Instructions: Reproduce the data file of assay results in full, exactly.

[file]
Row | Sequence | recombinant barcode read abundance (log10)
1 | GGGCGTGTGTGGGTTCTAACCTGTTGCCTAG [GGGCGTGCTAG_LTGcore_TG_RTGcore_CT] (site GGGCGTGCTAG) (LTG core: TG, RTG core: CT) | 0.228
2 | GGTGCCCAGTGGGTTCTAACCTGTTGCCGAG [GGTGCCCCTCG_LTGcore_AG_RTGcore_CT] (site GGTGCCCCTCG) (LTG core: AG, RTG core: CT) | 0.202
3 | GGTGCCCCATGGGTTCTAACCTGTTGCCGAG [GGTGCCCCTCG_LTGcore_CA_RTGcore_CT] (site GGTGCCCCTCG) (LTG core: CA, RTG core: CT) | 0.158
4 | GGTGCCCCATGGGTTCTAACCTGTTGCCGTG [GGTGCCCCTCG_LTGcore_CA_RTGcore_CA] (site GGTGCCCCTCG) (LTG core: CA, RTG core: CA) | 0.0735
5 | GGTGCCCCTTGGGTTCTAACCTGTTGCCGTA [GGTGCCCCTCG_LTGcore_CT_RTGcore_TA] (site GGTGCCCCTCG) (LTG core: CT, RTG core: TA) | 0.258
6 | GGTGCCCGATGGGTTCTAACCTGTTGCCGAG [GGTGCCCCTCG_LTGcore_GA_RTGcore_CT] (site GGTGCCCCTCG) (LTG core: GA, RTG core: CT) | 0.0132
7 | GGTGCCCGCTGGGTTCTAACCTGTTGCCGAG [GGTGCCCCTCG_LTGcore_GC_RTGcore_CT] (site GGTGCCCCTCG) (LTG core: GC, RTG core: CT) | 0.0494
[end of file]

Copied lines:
Row | Sequence | recombinant barcode read abundance (log10)
1 | GGGCGTGTGTGGGTTCTAACCTGTTGCCTAG [GGGCGTGCTAG_LTGcore_TG_RTGcore_CT] (site GGGCGTGCTAG) (LTG core: TG, RTG core: CT) | 0.228
2 | GGTGCCCAGTGGGTTCTAACCTGTTGCCGAG [GGTGCCCCTCG_LTGcore_AG_RTGcore_CT] (site GGTGCCCCTCG) (LTG core: AG, RTG core: CT) | 0.202
3 | GGTGCCCCATGGGTTCTAACCTGTTGCCGAG [GGTGCCCCTCG_LTGcore_CA_RTGcore_CT] (site GGTGCCCCTCG) (LTG core: CA, RTG core: CT) | 0.158
4 | GGTGCCCCATGGGTTCTAACCTGTTGCCGTG [GGTGCCCCTCG_LTGcore_CA_RTGcore_CA] (site GGTGCCCCTCG) (LTG core: CA, RTG core: CA) | 0.0735
5 | GGTGCCCCTTGGGTTCTAACCTGTTGCCGTA [GGTGCCCCTCG_LTGcore_CT_RTGcore_TA] (site GGTGCCCCTCG) (LTG core: CT, RTG core: TA) | 0.258
6 | GGTGCCCGATGGGTTCTAACCTGTTGCCGAG [GGTGCCCCTCG_LTGcore_GA_RTGcore_CT] (site GGTGCCCCTCG) (LTG core: GA, RTG core: CT) | 0.0132
7 | GGTGCCCGCTGGGTTCTAACCTGTTGCCGAG [GGTGCCCCTCG_LTGcore_GC_RTGcore_CT] (site GGTGCCCCTCG) (LTG core: GC, RTG core: CT) | 0.0494